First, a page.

Faculty and Research

John Rawls, PhD
Associate Professor

John Rawls, PhD

323 CARL Building
Box 3580 DUMC
Durham, N.C. 27710


Phone: 919-613-7212
Fax: 919-684-2790
Email: john.rawls@duke.edu

research  biography • lab members  publications lab website

Research

How does the intestinal microbiota interact with host genome-encoded processes to influence host physiology and disease?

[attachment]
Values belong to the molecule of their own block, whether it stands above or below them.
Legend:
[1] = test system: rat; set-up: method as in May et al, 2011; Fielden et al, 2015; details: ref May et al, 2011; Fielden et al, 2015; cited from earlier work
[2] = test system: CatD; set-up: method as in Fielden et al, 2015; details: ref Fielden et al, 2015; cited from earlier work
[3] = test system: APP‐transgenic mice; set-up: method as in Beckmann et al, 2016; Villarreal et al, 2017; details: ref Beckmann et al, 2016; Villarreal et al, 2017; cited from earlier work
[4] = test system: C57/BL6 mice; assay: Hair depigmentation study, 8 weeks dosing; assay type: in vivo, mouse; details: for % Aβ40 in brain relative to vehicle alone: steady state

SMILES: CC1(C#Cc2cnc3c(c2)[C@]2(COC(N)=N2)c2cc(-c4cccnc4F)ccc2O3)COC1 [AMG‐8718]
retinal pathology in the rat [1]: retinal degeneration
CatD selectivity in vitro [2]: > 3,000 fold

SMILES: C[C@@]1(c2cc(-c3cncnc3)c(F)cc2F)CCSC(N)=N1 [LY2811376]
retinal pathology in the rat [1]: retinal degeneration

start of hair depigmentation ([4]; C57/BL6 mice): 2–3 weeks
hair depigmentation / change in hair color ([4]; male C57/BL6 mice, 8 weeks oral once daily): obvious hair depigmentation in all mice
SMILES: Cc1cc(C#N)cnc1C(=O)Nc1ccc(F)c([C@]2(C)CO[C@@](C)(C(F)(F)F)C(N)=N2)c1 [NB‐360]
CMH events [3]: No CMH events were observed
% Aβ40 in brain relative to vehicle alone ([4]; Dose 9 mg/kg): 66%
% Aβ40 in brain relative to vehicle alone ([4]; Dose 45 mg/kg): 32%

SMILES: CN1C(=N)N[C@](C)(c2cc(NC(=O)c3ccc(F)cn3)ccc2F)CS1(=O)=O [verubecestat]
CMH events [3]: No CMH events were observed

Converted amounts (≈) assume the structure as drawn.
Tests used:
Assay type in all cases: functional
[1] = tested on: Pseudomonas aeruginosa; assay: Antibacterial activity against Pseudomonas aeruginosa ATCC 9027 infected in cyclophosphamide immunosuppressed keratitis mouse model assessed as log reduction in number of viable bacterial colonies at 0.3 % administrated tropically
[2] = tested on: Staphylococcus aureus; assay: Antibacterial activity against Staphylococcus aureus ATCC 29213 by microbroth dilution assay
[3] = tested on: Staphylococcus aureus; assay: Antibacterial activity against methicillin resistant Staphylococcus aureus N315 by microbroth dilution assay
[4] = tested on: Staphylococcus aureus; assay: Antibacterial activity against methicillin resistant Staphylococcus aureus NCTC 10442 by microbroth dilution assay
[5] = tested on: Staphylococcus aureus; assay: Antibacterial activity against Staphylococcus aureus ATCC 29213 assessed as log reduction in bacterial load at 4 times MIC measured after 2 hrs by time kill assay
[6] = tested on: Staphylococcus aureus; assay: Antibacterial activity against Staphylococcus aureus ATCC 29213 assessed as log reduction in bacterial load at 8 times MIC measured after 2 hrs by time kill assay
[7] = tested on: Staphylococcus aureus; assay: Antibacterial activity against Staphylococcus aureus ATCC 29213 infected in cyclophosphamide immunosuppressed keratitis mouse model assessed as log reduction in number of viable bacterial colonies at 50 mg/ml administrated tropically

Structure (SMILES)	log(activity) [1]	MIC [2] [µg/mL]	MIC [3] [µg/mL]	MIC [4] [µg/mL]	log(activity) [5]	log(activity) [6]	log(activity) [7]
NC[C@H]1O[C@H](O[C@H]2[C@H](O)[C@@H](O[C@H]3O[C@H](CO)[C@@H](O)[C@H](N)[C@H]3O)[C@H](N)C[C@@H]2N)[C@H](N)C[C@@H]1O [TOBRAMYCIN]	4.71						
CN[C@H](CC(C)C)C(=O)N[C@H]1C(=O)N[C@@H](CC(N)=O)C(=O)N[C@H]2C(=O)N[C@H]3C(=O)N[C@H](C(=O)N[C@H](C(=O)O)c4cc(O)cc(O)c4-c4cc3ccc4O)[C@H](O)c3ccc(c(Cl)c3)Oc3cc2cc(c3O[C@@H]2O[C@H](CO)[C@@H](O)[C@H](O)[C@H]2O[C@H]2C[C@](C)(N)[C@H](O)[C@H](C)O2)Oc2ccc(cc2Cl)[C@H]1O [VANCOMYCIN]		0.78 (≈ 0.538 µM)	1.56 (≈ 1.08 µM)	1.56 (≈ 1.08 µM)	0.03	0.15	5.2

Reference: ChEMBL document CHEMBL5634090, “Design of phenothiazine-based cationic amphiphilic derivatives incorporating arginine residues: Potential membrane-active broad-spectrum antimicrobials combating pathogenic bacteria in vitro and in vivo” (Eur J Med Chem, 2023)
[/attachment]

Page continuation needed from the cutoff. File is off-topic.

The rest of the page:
Animal physiology is directed by complex interactions between factors encoded in the animal’s genome and those encountered in their environment. The impact of these interactions on animal health is most evident in the intestine, where digestion and absorption of dietary nutrients occur in the presence of complex communities of microorganisms (microbiota). Interactions between diet, microbiota, and animal hosts regulate immune and metabolic homeostasis and also contribute to a spectrum of human diseases, including the inflammatory bowel diseases, obesity, and malnutrition. Our research interests are focused on understanding how environmental factors such as the intestinal microbiota and diet interact with host genome-encoded processes to influence host physiology and pathophysiology. We are using the zebrafish as a vertebrate model system for this research. The small size and optical transparency of the zebrafish facilitate high-resolution in vivo imaging as well as genetic and chemical manipulations that complement the technical limitations of mammalian models. Extensive anatomic, physiologic, and genomic homologies between zebrafish and mammals permit translation of insights gained in zebrafish into advances in human medicine. To facilitate our research, we have developed methods for rearing zebrafish under germ-free conditions and for introducing selected microbial communities and sterilized diets into germ-free fish. We are currently using zebrafish and mouse models to investigate how microbial communities are assembled in the intestine and how microbes and dietary nutrients regulate host metabolism and immunity. We have also established methods for in vivo analysis of adipose tissues in zebrafish, and we are using that experimental platform to elucidate the mechanisms underlying adipose tissue physiology and obesity-associated metabolic disease. The overall objective of our work is to improve our understanding of vertebrate physiology as a complex and dynamic integration of genome-encoded and environmental factors, which is expected to yield new strategies for promoting health in humans and other animals.